Wednesday, 27 November 2013

Review: 'Aloosh' EP by Aloosh

Would you like some exciting fresh, um, indie music to brighten up your day? Of course you do! And boy do I have a treat for you - here's Aloosh and their eponymous 2010 debut.

Now, the thing is, it's really tricky to try to pigeonhole Aloosh's sound. It's got nice, catchy melodies but it's not pop. It's got guitars too but it's hardly rock either. Some of the songs even have some electronic elements but... yeah, you get the point. One could simply call it 'indie' but as a matter of fact I've come to kind of hate the word. I mean, what does it even mean anymore? Originally it was used to refer to bands who released music on small, independent record labels with a DIY approach. Low budgets forced these bands to be creative, and they prided themselves on their autonomy and independence from the music industry that was mostly concerned with chart positions and album sales instead of artistic expression, creativity etc.

These days, however, almost anything can be called indie. People call even big (and not necessarily always that 'independent') music acts such as Arcade Fire, Muse and Lana Del Rey 'indie'. Hell, I once saw One Direction of all things being billed as indie! In other words, anything that feels different from the very limited idea of mainstream music is arbitrarily labelled as indie, which used to happen to the term 'alternative' as well (there was a time when all the rock acts seemed to play 'alternative rock', even the chart-topping ones, which does feel a bit contradictory). In essence, the problem is that 'indie' is referred to as if it were a genre of its own, which it obviously isn't. If I told you about a new band and only described it as 'indie', it would be kind of impossible for you to guess how the band actually sounds like - it could be anything from overaged garage rockers living in your neighbourhood to an experimental underground ukulele techno collective from Estonia. Subsequently, the word has suffered an atrocious inflation.

Every once in a while, however, bands emerge that simply defy all attempts to exhaustively describe them with easy genre types, and few do that quite as adeptly as Aloosh does. I've had it in my mind for a long time to write about the band but I just kept postponing it, not knowing how to write about their music. An unnecessarily overused quote about dancing and architecture springs to mind. The duo succeeded in creating a very distinctive mixture of styles even on their first recording, their self-titled debut EP Aloosh. This partly explains - I assume - by the duo's different backgrounds: whereas singer Jodie Scantlebury started out as a jazz singer, the other half Alastair "Ally" McNeill (otherwise known as 'Yila') has his roots in experimental electronic glitch music.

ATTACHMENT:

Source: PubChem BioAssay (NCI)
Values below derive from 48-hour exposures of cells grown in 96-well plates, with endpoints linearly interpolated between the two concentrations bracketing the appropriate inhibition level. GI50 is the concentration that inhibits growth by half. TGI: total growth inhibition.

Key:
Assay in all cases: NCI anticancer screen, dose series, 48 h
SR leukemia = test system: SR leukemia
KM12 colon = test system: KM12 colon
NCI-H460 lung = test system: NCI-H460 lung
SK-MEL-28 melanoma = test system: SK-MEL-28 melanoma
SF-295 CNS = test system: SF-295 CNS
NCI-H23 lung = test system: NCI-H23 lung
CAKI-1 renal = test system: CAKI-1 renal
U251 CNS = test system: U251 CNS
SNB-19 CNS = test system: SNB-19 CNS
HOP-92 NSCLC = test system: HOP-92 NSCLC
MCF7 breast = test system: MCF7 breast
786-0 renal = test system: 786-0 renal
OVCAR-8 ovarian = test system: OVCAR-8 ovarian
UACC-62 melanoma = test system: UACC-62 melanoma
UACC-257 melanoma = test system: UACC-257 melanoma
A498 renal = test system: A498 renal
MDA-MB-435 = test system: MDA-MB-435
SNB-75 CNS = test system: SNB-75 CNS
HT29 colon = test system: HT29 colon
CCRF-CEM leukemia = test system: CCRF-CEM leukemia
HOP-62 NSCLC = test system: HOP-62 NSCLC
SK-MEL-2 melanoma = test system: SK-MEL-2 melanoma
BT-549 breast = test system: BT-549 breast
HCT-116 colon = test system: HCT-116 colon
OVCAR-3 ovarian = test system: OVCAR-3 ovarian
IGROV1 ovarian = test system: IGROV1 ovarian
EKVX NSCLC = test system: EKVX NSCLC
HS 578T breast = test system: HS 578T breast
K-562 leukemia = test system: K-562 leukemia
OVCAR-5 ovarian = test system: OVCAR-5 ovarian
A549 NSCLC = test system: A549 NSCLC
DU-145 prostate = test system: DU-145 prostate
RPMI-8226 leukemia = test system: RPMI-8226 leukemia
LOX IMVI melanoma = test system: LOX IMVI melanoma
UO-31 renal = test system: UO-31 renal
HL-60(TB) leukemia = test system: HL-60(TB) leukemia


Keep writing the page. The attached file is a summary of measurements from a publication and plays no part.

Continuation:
The two met while serving as backing musicians on Róisín Murphy's Overpowered tour: Jodie as a backing singer, Ally as a guitarist. Around the same time, Ally was working on an album as Yila and collaborated with Jodie on a track called "Taxi". The album was never finished and therefore, released, but the collaboration led to the two starting a whole new band of their own. (The unfinished album can still be streamed on Yila's Soundcloud page, though.) In addition, Jodie has toured with Eliza Doolittle and Noisettes, and it was thanks to the latter's brilliant live clips from their Radio One Live Lounge and Abbey Road performances that I discovered Aloosh. (No more than three months after the EP had came out, actually!)

Anyway, the EP. It is indeed a very outlandish one, combining an experimental approach to popular music with jazzy influences. Fittingly, Jodie lists older jazz artists such as Ella Fitzgerald as her own influences, while saying that Ally is more inspired by modern experimental bands such as Dirty Projectors and Deerhoof. As any avid music listener knows, there is a fine line between 'experimental genius' and 'pretentious artsiness' - take the aforementioned Dirty Projectors for example, constantly bordering between the two - but Aloosh stays firmly on the former side, and the eclectic outcome sounds very unique and artistic without coming across as forced.

The album kicks off with "Black Angel", a song that sounds like a love child of soft indie rock and 21st century modern jazz, if that makes any sense. The song does, anyway. Complete with a peculiar time signature, it perfectly introduces the listener to the duo's curious style. "Citrus" is a more energetic and straightforward track driven by guitars and a low-pitched synth riff, while "Louise's Funky Pocket" is a return to the duo's quirky jazz-influenced style of "Black Angel". "Separate", the longest track on the record and a slowly unfolding melancholic number serves as the centrepiece of the EP, ultimately building up into a glitchy, mesmerising crescendo. Finally comes "My Cold Heart", ending the EP on a more upbeat note while leaving the listener craving for more.

While being only 5 tracks and 19 minutes long - well, it is an EP after all - it does provide a captivating sampler of the eccentric, creative world of Aloosh. It was more than enough to convince me of the band being one of the most inspiring and promising 'indie' acts of the 2010s. As of 2013, they still remain criminally underrated and underknown (despite releasing a full-length album Ceramic last year) but should one ever give two shits about a band's popularity or the lack of it? No! And should one rather just give new music a chance to blow one's mind away? Yes!

4 / 5

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